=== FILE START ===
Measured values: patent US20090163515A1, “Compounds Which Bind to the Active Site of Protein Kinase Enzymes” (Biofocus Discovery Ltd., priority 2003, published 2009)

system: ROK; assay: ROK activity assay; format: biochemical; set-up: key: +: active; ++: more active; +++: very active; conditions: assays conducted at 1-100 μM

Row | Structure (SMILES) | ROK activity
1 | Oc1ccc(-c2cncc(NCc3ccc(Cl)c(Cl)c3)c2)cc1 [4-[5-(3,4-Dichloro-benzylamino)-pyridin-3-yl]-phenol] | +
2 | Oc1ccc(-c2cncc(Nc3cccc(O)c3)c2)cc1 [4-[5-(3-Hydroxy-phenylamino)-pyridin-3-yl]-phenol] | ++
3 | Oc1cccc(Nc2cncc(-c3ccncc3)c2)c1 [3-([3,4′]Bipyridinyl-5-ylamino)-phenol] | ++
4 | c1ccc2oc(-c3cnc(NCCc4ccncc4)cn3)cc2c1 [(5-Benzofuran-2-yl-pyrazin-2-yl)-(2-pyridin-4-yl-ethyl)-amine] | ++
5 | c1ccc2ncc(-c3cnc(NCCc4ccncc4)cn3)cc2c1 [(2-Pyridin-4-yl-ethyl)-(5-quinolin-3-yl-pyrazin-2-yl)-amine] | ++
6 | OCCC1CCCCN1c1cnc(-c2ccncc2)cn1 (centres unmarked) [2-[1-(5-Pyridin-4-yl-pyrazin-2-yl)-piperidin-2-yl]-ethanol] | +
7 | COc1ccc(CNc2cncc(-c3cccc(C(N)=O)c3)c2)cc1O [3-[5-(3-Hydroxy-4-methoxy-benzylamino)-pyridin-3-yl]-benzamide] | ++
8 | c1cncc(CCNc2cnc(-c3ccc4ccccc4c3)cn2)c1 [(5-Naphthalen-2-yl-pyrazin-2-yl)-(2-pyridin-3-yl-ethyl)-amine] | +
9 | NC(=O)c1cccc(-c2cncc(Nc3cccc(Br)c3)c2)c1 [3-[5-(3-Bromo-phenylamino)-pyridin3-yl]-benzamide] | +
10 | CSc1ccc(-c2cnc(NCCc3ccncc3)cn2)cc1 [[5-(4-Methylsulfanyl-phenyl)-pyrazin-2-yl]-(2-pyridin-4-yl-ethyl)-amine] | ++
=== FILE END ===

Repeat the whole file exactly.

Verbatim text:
Measured values: patent US20090163515A1, “Compounds Which Bind to the Active Site of Protein Kinase Enzymes” (Biofocus Discovery Ltd., priority 2003, published 2009)

system: ROK; assay: ROK activity assay; format: biochemical; set-up: key: +: active; ++: more active; +++: very active; conditions: assays conducted at 1-100 μM

Row | Structure (SMILES) | ROK activity
1 | Oc1ccc(-c2cncc(NCc3ccc(Cl)c(Cl)c3)c2)cc1 [4-[5-(3,4-Dichloro-benzylamino)-pyridin-3-yl]-phenol] | +
2 | Oc1ccc(-c2cncc(Nc3cccc(O)c3)c2)cc1 [4-[5-(3-Hydroxy-phenylamino)-pyridin-3-yl]-phenol] | ++
3 | Oc1cccc(Nc2cncc(-c3ccncc3)c2)c1 [3-([3,4′]Bipyridinyl-5-ylamino)-phenol] | ++
4 | c1ccc2oc(-c3cnc(NCCc4ccncc4)cn3)cc2c1 [(5-Benzofuran-2-yl-pyrazin-2-yl)-(2-pyridin-4-yl-ethyl)-amine] | ++
5 | c1ccc2ncc(-c3cnc(NCCc4ccncc4)cn3)cc2c1 [(2-Pyridin-4-yl-ethyl)-(5-quinolin-3-yl-pyrazin-2-yl)-amine] | ++
6 | OCCC1CCCCN1c1cnc(-c2ccncc2)cn1 (centres unmarked) [2-[1-(5-Pyridin-4-yl-pyrazin-2-yl)-piperidin-2-yl]-ethanol] | +
7 | COc1ccc(CNc2cncc(-c3cccc(C(N)=O)c3)c2)cc1O [3-[5-(3-Hydroxy-4-methoxy-benzylamino)-pyridin-3-yl]-benzamide] | ++
8 | c1cncc(CCNc2cnc(-c3ccc4ccccc4c3)cn2)c1 [(5-Naphthalen-2-yl-pyrazin-2-yl)-(2-pyridin-3-yl-ethyl)-amine] | +
9 | NC(=O)c1cccc(-c2cncc(Nc3cccc(Br)c3)c2)c1 [3-[5-(3-Bromo-phenylamino)-pyridin3-yl]-benzamide] | +
10 | CSc1ccc(-c2cnc(NCCc3ccncc3)cn2)cc1 [[5-(4-Methylsulfanyl-phenyl)-pyrazin-2-yl]-(2-pyridin-4-yl-ethyl)-amine] | ++